An itchy scrotum is typically the result of sweat build-up in the area or prolonged friction of the genital skin on clothing fabric. Experiencing itchiness is usually not associated with a serious health condition, and this symptom tends to resolve on its own with adequate hygiene and underwear changes.
An itchy scrotum that presents with other symptoms, like a rash, bumps, or redness, however, can be a sign of a health condition, such as an infection, a skin disease or an STI.
If the itching does not resolve with normal hygiene, or if you experience other additional symptoms, you should see your doctor for assessment. Avoid trying any home remedies or pharmacy creams without speaking to your doctor first, as the doctor can identify the underlying problem and prescribe the appropriate treatment.
The main causes for an itchy scrotum include:
1. Excessive sweat
Excessive sweat in the genital area is one of the main causes of an itchy scrotum. It is associated with increased itching at the end of the day or after intense exercise.
Inadequate hygiene can lead to sweat build-up, which can contribute to itchiness. Without good, frequent hygiene, the development of fungal infections are also more probable, as fungi thrives in warm and damp areas.
What to do: Ensure thorough cleansing of your genitals and a shower once a day, especially after heavy physical exercise. Itchiness associated with sweat usually resolves after washing.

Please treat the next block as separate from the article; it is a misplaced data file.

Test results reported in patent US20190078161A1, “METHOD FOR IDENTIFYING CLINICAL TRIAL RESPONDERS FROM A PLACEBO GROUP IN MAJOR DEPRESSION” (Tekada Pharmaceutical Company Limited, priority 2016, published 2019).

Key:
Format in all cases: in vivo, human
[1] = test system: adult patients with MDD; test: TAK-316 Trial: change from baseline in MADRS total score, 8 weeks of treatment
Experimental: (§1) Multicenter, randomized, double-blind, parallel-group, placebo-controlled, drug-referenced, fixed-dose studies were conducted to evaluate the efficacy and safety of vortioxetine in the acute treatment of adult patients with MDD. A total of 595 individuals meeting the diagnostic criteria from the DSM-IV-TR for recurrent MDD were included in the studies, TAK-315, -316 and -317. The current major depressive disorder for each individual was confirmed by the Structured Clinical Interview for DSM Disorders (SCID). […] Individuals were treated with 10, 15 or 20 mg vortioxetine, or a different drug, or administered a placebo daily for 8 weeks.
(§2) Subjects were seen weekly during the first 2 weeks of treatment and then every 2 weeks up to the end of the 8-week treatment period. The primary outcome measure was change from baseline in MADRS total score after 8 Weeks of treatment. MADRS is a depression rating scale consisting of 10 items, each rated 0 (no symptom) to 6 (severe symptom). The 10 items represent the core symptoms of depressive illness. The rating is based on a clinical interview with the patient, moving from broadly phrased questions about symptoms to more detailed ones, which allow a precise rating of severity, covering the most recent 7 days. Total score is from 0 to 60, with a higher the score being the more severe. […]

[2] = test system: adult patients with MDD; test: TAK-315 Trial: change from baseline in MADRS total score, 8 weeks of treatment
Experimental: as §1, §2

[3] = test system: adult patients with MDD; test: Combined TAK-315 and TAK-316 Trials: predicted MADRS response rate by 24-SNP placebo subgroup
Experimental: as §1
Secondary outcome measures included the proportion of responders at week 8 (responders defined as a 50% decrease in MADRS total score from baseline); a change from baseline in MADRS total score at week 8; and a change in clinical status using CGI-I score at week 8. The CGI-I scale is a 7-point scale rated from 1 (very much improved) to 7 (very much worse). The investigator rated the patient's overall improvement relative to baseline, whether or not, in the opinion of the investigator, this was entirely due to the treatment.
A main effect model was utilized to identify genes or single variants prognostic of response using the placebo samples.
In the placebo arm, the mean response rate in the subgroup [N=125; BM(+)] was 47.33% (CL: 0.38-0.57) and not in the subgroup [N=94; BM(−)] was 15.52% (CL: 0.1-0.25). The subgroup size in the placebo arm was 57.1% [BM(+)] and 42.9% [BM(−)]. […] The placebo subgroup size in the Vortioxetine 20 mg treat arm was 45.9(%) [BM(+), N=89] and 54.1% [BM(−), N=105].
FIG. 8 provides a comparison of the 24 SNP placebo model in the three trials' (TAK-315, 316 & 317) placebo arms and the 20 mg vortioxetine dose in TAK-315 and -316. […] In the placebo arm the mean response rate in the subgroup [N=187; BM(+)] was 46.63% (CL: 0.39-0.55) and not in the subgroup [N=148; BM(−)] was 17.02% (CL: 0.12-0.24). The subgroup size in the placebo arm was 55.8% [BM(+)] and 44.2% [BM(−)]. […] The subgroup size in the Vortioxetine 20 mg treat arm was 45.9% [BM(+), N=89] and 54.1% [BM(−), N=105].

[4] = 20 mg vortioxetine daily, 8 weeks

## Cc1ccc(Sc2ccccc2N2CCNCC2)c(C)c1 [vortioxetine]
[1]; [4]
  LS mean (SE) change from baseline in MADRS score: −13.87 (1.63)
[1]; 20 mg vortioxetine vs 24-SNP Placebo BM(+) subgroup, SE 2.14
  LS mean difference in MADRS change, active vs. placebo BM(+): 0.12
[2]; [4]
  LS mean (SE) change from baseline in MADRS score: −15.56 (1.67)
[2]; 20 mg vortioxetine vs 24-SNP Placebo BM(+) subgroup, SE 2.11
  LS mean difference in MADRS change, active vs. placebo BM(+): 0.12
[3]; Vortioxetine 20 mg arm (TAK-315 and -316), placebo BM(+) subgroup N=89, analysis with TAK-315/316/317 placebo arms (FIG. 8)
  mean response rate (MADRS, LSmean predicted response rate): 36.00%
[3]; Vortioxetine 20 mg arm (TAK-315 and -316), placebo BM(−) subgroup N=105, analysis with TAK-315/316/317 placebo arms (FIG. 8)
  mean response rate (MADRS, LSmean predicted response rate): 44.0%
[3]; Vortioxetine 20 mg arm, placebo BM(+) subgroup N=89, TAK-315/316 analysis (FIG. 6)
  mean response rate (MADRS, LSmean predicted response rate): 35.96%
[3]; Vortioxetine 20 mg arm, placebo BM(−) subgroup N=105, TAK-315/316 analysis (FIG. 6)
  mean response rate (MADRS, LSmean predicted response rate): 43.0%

2. Constant friction
Constant friction is also one of the main causes of an itchy scrotum. This problem is more common in cyclists and runners, as they spend many hours doing repeated leg movements, which ends up causing friction in the area.
What to do: Prevent friction by avoiding prolonged repeated leg movements. If this is unavoidable, you can use a groin guard or jock strap and opt for cotton underwear. Adequate hygiene following exercise is also recommended.
3. Pubic hair removal
Men who remove their pubic hair regularly may feel itchy in the testicular area, especially two to three days after removing the hair. When hair start re-growing and pokes through the epidermis, this can cause a slight discomfort, similar to itchiness.